Even turning on the windshield wipers didn’t help him see through the dust storm. If he didn’t use soil conservation practices like reduced tillage and cover crops, he said his fields could look like something out of the 1930s Dust Bowl. It’s the driest spring Uhrmacher can remember in his 38 years of farming. Drought is a challenge many farmers and ranchers are facing in the middle of the country.

Read the rest on sciencefriday.com.


 

When Climate Change Reaches Your Plate

No matter how you slice it, climate change will alter what we eat in the future. Today, just 13 crops provide 80% of people’s energy intake worldwide, and about half of our calories come from wheat, maize and rice. Yet some of these crops may not grow well in the higher temperatures, unpredictable rainfall and extreme weather events caused by climate change. Already, drought, heat waves and flash floods are damaging crops around the world.

“We must diversify our food basket,” says Festo Massawe. He’s executive director of Future Food Beacon Malaysia, a group at the University of Nottingham Malaysia campus in Semenyih that studies the impact of climate change on food security.

That goes beyond what we eat to how we grow it. The trick will be investing in every possible solution: breeding crops so they’re more climate resilient, genetically engineering foods in the lab and studying crops that we just don’t know enough about, says ecologist Samuel Pironon of the Royal Botanic Gardens, Kew in London. To feed a growing population in a rapidly changing world, food scientists are exploring many possible avenues, while thinking about how to be environmentally friendly.

Read the rest on sciencefriday.com.


 

Transcripts for each segment will be available the week after the show airs on sciencefriday.com.

 

May 20, 2022
Miscarriage Care, End of Astronauts, COVID Deaths Milestone. May 20, 2022, Part 1
47:46

A Grim Milestone, As Cases Continue

This week, COVID-19 case trackers from the Centers for Disease Control and Prevention hit a grim milestone, logging over one million deaths in the country from the pandemic. The true total is likely to be much higher, as many cases go unreported, or are logged as deaths due to other factors in death certificates. And the pandemic continues, with locations such as New York City reaching “high” transmission levels, and recommending that people mask again indoors.

Timothy Revell, deputy United States editor for New Scientist, joins Ira to talk about the groups that have been most affected by the pandemic death toll, and the continuing battle against the coronavirus—including the availability of another round of free tests via the postal service.

They also tackle other stories from the week in science, including Congressional hearings on UFO sightings, new theories about what helps make a planet habitable, what can be learned from a fossilized tooth in Laos, and the important psychological question of why some word pairings are funnier than others.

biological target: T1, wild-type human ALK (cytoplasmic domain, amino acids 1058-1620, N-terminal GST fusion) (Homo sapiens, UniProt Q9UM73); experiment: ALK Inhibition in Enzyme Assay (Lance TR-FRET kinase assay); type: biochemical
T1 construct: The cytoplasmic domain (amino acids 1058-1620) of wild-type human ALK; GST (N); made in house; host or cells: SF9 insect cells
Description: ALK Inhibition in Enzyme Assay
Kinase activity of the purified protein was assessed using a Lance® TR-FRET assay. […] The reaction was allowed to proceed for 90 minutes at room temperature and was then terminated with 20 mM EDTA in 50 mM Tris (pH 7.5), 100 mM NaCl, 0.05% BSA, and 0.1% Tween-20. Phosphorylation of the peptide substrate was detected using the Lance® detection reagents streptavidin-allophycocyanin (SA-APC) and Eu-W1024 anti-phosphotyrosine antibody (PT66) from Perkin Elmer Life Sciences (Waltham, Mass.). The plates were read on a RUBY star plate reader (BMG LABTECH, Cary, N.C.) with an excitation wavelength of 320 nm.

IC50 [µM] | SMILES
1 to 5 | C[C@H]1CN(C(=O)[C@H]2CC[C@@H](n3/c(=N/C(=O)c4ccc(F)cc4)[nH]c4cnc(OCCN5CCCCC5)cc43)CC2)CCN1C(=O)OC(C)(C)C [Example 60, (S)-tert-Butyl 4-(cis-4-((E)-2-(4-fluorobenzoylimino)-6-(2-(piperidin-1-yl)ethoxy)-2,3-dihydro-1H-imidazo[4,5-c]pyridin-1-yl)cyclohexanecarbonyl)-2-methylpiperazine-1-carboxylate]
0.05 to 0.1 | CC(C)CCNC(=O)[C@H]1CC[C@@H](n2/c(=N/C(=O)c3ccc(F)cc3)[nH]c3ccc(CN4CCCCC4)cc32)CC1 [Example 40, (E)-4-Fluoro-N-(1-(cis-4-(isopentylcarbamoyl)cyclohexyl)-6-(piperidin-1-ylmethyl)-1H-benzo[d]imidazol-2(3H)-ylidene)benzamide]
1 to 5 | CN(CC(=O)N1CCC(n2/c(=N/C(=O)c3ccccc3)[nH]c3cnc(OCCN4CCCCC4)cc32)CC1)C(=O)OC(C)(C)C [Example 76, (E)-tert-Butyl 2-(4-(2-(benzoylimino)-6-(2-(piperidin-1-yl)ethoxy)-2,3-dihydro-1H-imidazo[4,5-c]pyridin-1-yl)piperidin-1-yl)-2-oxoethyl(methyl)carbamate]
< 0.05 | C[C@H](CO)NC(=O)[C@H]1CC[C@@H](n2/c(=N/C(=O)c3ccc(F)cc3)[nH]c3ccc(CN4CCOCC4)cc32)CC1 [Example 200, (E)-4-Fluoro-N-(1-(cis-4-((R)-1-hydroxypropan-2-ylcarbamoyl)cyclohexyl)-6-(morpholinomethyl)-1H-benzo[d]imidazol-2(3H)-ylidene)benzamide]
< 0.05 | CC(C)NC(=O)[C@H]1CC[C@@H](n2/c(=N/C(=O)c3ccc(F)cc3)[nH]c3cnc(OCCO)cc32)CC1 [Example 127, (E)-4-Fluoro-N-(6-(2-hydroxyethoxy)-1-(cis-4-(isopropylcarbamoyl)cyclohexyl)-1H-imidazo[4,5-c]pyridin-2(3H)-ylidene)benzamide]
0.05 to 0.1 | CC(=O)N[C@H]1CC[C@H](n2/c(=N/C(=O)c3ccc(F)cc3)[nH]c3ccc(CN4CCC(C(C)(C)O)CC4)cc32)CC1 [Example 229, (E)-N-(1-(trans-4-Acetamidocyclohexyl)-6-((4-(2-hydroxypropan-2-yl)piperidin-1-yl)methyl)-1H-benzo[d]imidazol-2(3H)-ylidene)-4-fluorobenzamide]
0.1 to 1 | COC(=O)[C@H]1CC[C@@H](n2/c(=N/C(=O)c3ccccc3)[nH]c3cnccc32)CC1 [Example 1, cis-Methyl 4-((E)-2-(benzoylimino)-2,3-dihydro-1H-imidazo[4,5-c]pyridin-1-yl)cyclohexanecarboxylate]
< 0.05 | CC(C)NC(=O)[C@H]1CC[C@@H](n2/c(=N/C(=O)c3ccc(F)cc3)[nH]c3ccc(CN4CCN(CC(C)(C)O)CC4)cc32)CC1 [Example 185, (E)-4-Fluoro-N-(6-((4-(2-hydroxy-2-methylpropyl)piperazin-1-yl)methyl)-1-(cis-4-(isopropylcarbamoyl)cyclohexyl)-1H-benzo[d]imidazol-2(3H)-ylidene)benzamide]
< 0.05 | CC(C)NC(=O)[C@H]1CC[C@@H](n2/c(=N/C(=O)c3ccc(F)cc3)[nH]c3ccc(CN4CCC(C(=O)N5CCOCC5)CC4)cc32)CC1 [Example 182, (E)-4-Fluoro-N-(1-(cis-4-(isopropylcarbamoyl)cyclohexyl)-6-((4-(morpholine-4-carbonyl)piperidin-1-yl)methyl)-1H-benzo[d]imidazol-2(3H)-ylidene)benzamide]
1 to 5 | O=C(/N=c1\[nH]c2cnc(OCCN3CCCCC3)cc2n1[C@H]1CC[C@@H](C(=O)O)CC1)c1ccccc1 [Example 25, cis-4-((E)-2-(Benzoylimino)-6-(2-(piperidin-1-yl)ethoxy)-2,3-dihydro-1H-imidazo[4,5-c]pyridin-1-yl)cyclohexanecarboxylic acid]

How Texas’ Abortion Restrictions Limit Access To Miscarriage Care

As the Supreme Court appears poised to return abortion regulation to the states, recent experience in Texas illustrates that medical care for miscarriages and dangerous ectopic pregnancies would also be threatened if restrictions become more widespread.

One Texas law passed last year lists several medications as abortion-inducing drugs and largely bars their use for abortion after the seventh week of pregnancy. But two of those drugs, misoprostol and mifepristone, are the only drugs recommended in the American College of Obstetricians and Gynecologists guidelines for treating a patient after an early pregnancy loss. The other miscarriage treatment is a procedure described as surgical uterine evacuation to remove the pregnancy tissue — the same approach as for an abortion.

“The challenge is that the treatment for an abortion and the treatment for a miscarriage are exactly the same,” said Dr. Sarah Prager, a professor of obstetrics and gynecology at the University of Washington in Seattle and an expert in early pregnancy loss.

Read the rest on sciencefriday.com.


 

The End Of Astronauts: Why Robots Are The Future Of Exploration

Sending astronauts into space is arguably one of society’s most impressive scientific achievements. It’s a marvel of engineering, and it also taps into the human desire for exploration.

But just because we can send humans into space, should we? Robots are already good space explorers. And they’re only going to get smarter in the near future. Martin Rees, the United Kingdom’s Astronomer Royal, and Donald Goldsmith, astrophysicist and science writer, argue that the cost of human space travel largely outweighs its benefits. They talk with Ira about their new book, The End of Astronauts: Why Robots Are the Future of Exploration.


 

Transcripts for each segment will be available the week after the show airs on sciencefriday.com.

 

May 20, 2022
Abortion Medication, Rat Island, Access To Parks, Climate And Seafood. May 13, 2022, Part 2
47:24

Abortion Pills Are Used For Most U.S. Abortions. What Are They?

The draft Supreme Court decision overturning Roe v. Wade means abortion access is once again in jeopardy. Nearly half of U.S. states will immediately ban abortion upon a Roe v. Wade overturn.